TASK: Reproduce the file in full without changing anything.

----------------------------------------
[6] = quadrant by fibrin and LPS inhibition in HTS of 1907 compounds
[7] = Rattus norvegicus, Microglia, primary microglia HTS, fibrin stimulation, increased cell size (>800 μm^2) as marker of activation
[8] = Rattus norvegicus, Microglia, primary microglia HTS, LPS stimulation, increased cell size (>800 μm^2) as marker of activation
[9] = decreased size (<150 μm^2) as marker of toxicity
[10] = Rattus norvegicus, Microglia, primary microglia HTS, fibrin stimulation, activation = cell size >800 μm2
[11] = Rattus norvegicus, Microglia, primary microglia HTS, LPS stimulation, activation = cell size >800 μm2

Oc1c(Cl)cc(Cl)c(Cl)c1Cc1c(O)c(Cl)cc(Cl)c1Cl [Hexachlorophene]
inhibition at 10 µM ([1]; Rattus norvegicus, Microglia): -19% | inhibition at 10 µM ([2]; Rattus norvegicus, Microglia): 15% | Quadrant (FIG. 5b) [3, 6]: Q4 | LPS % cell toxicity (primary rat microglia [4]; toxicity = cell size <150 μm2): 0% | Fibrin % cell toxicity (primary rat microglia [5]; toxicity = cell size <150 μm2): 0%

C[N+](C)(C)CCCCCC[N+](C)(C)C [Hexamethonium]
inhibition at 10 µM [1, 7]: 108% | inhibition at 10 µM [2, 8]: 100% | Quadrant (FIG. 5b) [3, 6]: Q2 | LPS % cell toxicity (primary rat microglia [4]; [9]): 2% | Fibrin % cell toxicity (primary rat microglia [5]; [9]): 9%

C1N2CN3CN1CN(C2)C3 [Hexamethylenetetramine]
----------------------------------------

[6] = quadrant by fibrin and LPS inhibition in HTS of 1907 compounds
[7] = Rattus norvegicus, Microglia, primary microglia HTS, fibrin stimulation, increased cell size (>800 μm^2) as marker of activation
[8] = Rattus norvegicus, Microglia, primary microglia HTS, LPS stimulation, increased cell size (>800 μm^2) as marker of activation
[9] = decreased size (<150 μm^2) as marker of toxicity
[10] = Rattus norvegicus, Microglia, primary microglia HTS, fibrin stimulation, activation = cell size >800 μm2
[11] = Rattus norvegicus, Microglia, primary microglia HTS, LPS stimulation, activation = cell size >800 μm2

Oc1c(Cl)cc(Cl)c(Cl)c1Cc1c(O)c(Cl)cc(Cl)c1Cl [Hexachlorophene]
inhibition at 10 µM ([1]; Rattus norvegicus, Microglia): -19% | inhibition at 10 µM ([2]; Rattus norvegicus, Microglia): 15% | Quadrant (FIG. 5b) [3, 6]: Q4 | LPS % cell toxicity (primary rat microglia [4]; toxicity = cell size <150 μm2): 0% | Fibrin % cell toxicity (primary rat microglia [5]; toxicity = cell size <150 μm2): 0%

C[N+](C)(C)CCCCCC[N+](C)(C)C [Hexamethonium]
inhibition at 10 µM [1, 7]: 108% | inhibition at 10 µM [2, 8]: 100% | Quadrant (FIG. 5b) [3, 6]: Q2 | LPS % cell toxicity (primary rat microglia [4]; [9]): 2% | Fibrin % cell toxicity (primary rat microglia [5]; [9]): 9%

C1N2CN3CN1CN(C2)C3 [Hexamethylenetetramine]